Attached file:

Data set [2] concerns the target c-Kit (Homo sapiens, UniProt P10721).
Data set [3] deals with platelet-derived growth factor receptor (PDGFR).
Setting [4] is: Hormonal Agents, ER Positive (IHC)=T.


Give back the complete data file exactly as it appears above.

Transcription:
Data set [2] concerns the target c-Kit (Homo sapiens, UniProt P10721).
Data set [3] deals with platelet-derived growth factor receptor (PDGFR).
Setting [4] is: Hormonal Agents, ER Positive (IHC)=T.